SSome lenders include origination fees in their student loans which could end up surprising borrowers when they receive less money than the total amount borrowed, or mislead them when comparing different student loan options.
To assess them, one must first understand what the origination fees are in a student loan.
What are the origination fees in a student loan
Student loans have costs assessed by lenders when they originate or process a loan, this is called origination fees.
The original fees can be found at federal student loans as well as some private student loansand this means that a loan fee is deducted proportionately from each loan disbursement, which means that you actually receive less than the amount you actually borrow.
But a student who has taken out one of these loans will also have to repay the origination fee, as students are responsible for repaying the entire amount accrued in the loan.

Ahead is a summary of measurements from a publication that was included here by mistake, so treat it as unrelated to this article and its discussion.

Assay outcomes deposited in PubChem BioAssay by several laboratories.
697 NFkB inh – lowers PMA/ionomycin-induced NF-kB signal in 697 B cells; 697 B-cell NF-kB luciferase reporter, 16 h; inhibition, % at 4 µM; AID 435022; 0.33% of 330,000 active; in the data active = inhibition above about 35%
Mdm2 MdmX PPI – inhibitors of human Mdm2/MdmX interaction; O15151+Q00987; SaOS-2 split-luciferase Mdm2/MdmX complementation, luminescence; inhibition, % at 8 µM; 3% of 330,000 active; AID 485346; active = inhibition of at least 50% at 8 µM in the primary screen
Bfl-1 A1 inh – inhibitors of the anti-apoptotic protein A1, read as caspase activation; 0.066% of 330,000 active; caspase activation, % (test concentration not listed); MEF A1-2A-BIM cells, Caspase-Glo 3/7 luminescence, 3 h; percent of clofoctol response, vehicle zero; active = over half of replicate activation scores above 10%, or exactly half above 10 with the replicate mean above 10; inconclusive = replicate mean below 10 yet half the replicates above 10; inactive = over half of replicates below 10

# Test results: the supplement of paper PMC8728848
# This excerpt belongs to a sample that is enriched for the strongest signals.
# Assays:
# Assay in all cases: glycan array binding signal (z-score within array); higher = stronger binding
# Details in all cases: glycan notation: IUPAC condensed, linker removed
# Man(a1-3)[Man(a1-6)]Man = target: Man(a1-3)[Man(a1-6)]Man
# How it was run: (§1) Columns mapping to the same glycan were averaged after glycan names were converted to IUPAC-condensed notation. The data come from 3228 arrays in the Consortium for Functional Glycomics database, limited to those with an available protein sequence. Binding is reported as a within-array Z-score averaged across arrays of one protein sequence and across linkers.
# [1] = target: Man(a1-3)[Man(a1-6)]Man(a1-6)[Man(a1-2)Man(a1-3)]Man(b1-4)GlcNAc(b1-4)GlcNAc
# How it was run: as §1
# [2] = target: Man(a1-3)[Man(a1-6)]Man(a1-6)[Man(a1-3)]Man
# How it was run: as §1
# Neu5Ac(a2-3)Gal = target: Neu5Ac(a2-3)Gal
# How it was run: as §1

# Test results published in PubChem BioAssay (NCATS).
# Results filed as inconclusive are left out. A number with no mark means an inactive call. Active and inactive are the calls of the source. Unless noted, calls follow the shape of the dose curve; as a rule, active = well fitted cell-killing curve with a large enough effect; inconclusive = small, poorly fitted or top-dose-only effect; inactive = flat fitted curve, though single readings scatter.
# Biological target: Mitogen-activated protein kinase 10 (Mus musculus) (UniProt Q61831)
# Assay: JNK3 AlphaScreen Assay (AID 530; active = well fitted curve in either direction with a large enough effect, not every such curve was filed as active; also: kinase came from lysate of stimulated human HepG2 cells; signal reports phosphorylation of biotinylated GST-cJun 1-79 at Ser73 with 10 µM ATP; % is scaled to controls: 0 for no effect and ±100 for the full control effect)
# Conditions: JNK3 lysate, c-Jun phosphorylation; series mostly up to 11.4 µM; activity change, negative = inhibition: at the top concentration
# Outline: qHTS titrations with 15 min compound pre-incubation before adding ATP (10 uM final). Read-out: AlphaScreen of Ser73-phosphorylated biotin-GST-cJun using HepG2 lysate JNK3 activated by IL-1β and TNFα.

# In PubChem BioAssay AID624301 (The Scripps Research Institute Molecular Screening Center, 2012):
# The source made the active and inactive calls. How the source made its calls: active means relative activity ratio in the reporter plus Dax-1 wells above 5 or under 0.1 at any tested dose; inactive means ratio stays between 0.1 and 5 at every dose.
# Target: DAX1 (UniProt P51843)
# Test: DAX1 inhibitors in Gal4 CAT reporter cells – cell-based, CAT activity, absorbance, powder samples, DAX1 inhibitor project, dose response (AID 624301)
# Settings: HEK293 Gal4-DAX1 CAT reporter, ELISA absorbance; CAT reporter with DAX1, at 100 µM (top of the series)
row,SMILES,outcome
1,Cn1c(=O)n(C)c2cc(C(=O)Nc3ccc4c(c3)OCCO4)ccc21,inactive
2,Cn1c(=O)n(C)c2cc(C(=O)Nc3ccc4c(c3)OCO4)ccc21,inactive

Naturally, the origination fees will also generate interest, and a new student loan will also mean that you will have to pay new origination fees on the new amount borrowed.
So even a small set-up fee could prove devastating by increasing your costs over time.
Difference Between Federal and Private Student Loans
In private student loans Origination fees vary by lender, some may charge them and some may not, with some calling them by a different name like application fee or disbursement fee.
Federal student loans have assembly fees after Congress enacted them, but this varies according to the type of loan that has been contracted.